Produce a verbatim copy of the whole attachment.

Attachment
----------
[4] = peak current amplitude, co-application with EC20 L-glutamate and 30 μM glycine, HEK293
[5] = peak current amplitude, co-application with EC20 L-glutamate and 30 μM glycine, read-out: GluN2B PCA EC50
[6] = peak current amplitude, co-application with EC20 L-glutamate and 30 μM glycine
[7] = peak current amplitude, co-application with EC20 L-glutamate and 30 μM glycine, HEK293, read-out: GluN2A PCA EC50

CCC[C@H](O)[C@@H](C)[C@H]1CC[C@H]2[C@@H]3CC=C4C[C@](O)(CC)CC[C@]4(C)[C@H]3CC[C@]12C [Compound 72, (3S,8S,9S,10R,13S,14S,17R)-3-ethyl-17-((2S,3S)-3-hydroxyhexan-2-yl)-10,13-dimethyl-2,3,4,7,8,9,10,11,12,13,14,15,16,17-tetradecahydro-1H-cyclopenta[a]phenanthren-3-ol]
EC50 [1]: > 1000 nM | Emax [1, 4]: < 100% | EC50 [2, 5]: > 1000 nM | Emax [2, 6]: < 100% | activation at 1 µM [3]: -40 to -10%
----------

[4] = peak current amplitude, co-application with EC20 L-glutamate and 30 μM glycine, HEK293
[5] = peak current amplitude, co-application with EC20 L-glutamate and 30 μM glycine, read-out: GluN2B PCA EC50
[6] = peak current amplitude, co-application with EC20 L-glutamate and 30 μM glycine
[7] = peak current amplitude, co-application with EC20 L-glutamate and 30 μM glycine, HEK293, read-out: GluN2A PCA EC50

CCC[C@H](O)[C@@H](C)[C@H]1CC[C@H]2[C@@H]3CC=C4C[C@](O)(CC)CC[C@]4(C)[C@H]3CC[C@]12C [Compound 72, (3S,8S,9S,10R,13S,14S,17R)-3-ethyl-17-((2S,3S)-3-hydroxyhexan-2-yl)-10,13-dimethyl-2,3,4,7,8,9,10,11,12,13,14,15,16,17-tetradecahydro-1H-cyclopenta[a]phenanthren-3-ol]
EC50 [1]: > 1000 nM | Emax [1, 4]: < 100% | EC50 [2, 5]: > 1000 nM | Emax [2, 6]: < 100% | activation at 1 µM [3]: -40 to -10%